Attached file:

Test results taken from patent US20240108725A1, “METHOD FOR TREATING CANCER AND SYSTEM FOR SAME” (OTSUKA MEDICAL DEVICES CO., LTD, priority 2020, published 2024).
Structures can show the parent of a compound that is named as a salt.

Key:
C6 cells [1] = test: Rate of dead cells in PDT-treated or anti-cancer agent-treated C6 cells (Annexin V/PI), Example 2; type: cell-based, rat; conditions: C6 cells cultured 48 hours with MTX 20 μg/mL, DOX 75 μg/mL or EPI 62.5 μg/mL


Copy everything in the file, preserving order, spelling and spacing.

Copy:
Test results taken from patent US20240108725A1, “METHOD FOR TREATING CANCER AND SYSTEM FOR SAME” (OTSUKA MEDICAL DEVICES CO., LTD, priority 2020, published 2024).
Structures can show the parent of a compound that is named as a salt.

Key:
C6 cells [1] = test: Rate of dead cells in PDT-treated or anti-cancer agent-treated C6 cells (Annexin V/PI), Example 2; type: cell-based, rat; conditions: C6 cells cultured 48 hours with MTX 20 μg/mL, DOX 75 μg/mL or EPI 62.5 μg/mL